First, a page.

Quotation of the Week

In our secular and/or religiously plural society, it can no longer be assumed that the images, practices, and vocabulary of Christianity will come naturally, that they will automatically make sense to the average person. In such a world the intentional and disciplined thinking of the faith–theology–is essential in order to shape, equip, and empower missional communities. In other words, churches living into a missional identity are saying “goodbye” to Christianity as good common sense, available to all without reflection, training, or change in attitude and lifestyle. And they are saying “hello” to theology as the work of the people, affirming that all Christians are to be engaged in the persistent and consistent exploration of the uncommon sense of Christianity.

From Take Time To Be Holy, by Inagrace T. Dietterich and Dale Ziemer


  1. Yes, this concerns me very much. I believe that unfortunately the media has inadvertently splashed a plethora of bad connotation on the name of Christianity due to the coverage of sins committed by religious madmen.

    Of course we ourselves have at times given others room for mockery, have we not?

    Peter’s prompting to defense (1 Peter 3) should make more sense to us now than ever before.

  2. I’m not quite sure how I feel about this quote.

    I certainly agree that we must not assume that Christianity comes naturally, since, evening just looking at my life, it involves quite a bit of discipline and intentionality.

    Not even getting into how I feel about common sense (namely, how uncommon it is), this quote reminds me too much of the kind of language that assumes that Christianity is primarily an “insider” religion that needs to be taught to the outsider.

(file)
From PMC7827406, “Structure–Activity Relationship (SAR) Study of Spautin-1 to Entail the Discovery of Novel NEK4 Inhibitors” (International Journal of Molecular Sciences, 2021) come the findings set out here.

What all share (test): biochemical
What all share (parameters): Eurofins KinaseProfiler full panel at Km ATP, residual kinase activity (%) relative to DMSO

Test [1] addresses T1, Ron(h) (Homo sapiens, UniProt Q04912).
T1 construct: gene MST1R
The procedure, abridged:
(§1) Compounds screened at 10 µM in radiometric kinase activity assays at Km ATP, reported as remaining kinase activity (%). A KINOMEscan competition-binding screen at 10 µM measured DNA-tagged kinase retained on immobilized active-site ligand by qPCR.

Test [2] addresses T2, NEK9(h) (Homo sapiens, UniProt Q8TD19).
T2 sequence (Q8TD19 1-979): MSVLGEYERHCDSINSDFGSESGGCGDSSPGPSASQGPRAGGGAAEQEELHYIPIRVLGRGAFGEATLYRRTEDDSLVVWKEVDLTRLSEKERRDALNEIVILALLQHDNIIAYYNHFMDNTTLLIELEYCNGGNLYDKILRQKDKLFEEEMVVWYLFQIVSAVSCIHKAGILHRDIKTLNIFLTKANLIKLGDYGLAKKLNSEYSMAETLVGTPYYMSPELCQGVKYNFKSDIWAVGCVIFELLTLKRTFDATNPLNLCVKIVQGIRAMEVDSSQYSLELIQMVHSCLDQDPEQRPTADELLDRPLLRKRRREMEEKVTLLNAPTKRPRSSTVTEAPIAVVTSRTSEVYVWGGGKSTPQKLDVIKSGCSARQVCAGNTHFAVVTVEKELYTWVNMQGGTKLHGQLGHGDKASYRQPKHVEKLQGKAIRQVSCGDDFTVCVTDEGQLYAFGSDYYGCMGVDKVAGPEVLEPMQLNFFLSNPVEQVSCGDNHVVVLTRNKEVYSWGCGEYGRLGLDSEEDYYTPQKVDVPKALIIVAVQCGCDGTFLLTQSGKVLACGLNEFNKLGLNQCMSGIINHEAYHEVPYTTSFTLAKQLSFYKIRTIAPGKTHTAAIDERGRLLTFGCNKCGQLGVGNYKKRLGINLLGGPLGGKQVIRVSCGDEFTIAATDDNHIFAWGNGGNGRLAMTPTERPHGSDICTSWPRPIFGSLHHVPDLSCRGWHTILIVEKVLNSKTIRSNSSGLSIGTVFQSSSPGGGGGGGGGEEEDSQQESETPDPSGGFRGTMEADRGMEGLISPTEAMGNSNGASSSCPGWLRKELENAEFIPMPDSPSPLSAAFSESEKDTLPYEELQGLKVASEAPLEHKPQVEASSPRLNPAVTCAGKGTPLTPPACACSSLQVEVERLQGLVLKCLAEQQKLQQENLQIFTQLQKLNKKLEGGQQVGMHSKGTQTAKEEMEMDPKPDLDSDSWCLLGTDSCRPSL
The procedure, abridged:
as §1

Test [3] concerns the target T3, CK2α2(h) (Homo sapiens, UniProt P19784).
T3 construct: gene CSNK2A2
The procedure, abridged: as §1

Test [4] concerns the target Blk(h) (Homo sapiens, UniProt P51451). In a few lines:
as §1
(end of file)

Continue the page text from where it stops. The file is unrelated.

What about the “uncommon” work that God is already doing in our neighbor whom we consider “non-Christian?”

    It almost seems to imply that there is specialized, or privileged Christian knowledge that we, as Christians, need to help other people realize…

    Of course I could be reading into this wrong, but I couldn’t fully agree with the quote. :/

  3. Masaki,

    Thanks for sharing your thoughts. When I read the quotation, I recalled the opening chapters of Compassion by Henri Nouwen (and McNeill and Morrison) where they counter the idea that compassion is just our natural impulse that simply needs to be harnessed. They argue that it goes against our very natural impulse to elevate self, avoid suffering, and self-protect. Just an example of what I was thinking about in offering this today…

  4. This quote reminds me of my experiences with my students reading Steinbeck. His work nearly depends on a certain level of familiarity with the major narratives of the scripture that simply doesn’t exist in contemporary culture. My students were clueless–even about the story of creation and the fall, which became the primary parallel texts for the novel we were reading.

    In the end, I had to print out the chapters from bible gateway and teach them (as literature, whatever that means) in order for them to do the level of thinking and work I wanted them to do.

    This “biblical literacy”–even for Steinbeck, who very clearly opposed Christianity–has been the air we’ve breathed in the US for so long…now that it’s gone, we (the church) do have new and unfamiliar work to do as people come into faith.

    I guess my $.02 is that the work now (unfortunately?) extends beyond the church–I’m doing it as a teacher training readers of the broad variety of texts in our history–Christian or not–that depend on that kind of knowing.

    Lucky for the student who has me, someone who reads and studies those stories intact, in and with the Church as we live them together.

    But what about the rest of them? What does it mean that the knowing of Christian “images and practices and vocabulary” is often “taught” by those who do not love or live it?

    (Clearly, this takes the conversation in a different direction, so my apologies if it’s a rabbit trail)

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